Anthony Glise: Classical Guitarist, Composer and Author

Anonymous 19th-Century Viennese Guitar (ca. 1810) in the Style of Johann Georg Stauffer

This is an early 19th-Century Viennese guitar (probably ca. 1810). It is definitely of the Staufer school in Vienna (Johann Georg Stauffer is the builder who taught C.F. Martin before Martin moved to the US). The braces, instrument shape, design and exceptional workmanship indicate this, but without any other identifying marks, it's impossible to know the builder.

She was fully restored in 2002 by Urs Langenbacher (Füssen, Germany). Urs is one of the most respected builders and repairmen in Europe and is the only guitar builder to ever win BOTH Gold and Silver Medals at the International Builder's Competition in Baveno, Italy. Needless to say, his work is flawless.

-As is the tradition among the best restorations, Langenbacher did not attempt to sand out any dings or scratches (beyond general cleaning). Doing so would change the thickness of the wood and probably alter the sound.

I originally purchased this guitar in Vienna from a private collection. Langenbacher repaired several cracks (none were structurally dangerous), set an entirely new fingerboard/frets (in ebony), rebored and reset new pegs, a new end pin new string pegs and did an overall cleaning and refinishing & polishing. He also reset the neck (which was already perfectly straight) at the heel and closed the wood at the upper bout around the heel to stabilize any "floating" that sometimes occurs in guitars from this period.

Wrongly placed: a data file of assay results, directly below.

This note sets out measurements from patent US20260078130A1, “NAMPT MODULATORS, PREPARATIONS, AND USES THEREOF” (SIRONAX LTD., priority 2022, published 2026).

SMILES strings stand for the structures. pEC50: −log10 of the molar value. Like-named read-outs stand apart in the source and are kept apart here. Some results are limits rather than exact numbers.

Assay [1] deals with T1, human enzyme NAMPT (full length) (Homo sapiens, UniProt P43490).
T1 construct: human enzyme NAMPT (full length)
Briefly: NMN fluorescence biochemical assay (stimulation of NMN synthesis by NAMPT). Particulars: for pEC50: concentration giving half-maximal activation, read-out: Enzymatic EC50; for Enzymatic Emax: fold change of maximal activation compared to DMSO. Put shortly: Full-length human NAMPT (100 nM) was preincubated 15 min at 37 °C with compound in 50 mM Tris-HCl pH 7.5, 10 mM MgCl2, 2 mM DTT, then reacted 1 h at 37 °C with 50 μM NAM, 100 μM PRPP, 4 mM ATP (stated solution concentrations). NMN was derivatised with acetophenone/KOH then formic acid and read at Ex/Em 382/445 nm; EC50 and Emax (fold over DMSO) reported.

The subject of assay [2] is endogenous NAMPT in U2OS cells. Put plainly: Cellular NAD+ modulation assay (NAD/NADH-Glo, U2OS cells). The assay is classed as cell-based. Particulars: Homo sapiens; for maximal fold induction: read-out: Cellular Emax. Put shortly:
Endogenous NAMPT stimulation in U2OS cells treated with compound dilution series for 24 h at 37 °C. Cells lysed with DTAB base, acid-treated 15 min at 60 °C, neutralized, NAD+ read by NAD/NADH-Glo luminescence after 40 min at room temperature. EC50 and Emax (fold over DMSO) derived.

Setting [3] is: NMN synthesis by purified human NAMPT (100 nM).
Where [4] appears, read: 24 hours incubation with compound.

The sound on this guitar is very "Viennese" and would be an exceptional instrument for a performer who is venturing into 19th-Century performance or private collector. She also has a "floating fingerboard" (i.e. the fingerboard is raised above the body to allow for greater resonance of the table. This makes her, not only more playable above the 12th position, but increases the volume since the table can vibrate more freely. As a result, she has a projection that is better than 90% of the guitars I have played from this period and she could easily be used in concert or on recordings.

Sadly, without proof of the builder, the price is thousands of dollars below normal for an instrument of this quality. However, for that very reason, this guitar is an exceptional buy. She plays flawlessly, has incredible timbre and sound projection and is, aesthetically, nothing short of beautiful.
She comes with a modern hardshell case.

Table: Spruce
Sides/Back: Maple (arched, flamed, NOT curly maple which has a tendency to crack)
Neck: Mahogany
Fingerboard: Ebony
Scale length: 580 mm
[N.B. With this string length, which is mid-range for guitars of this period, she could be used in either regular tuning or possibly as a Terz guitar with lighter strings.]
(at nut): 40
(at bridge) 60

Frets: 21 frets at the high e. Thus, she goes up to a c#, 2 frets higher than most modern guitars. This extension of the fingerboard is necessary to play many compositions from the 19th-Century by, among others, Legnani and Paganini.

Price: $8,000.00
Please feel free to contact me if you need further information.

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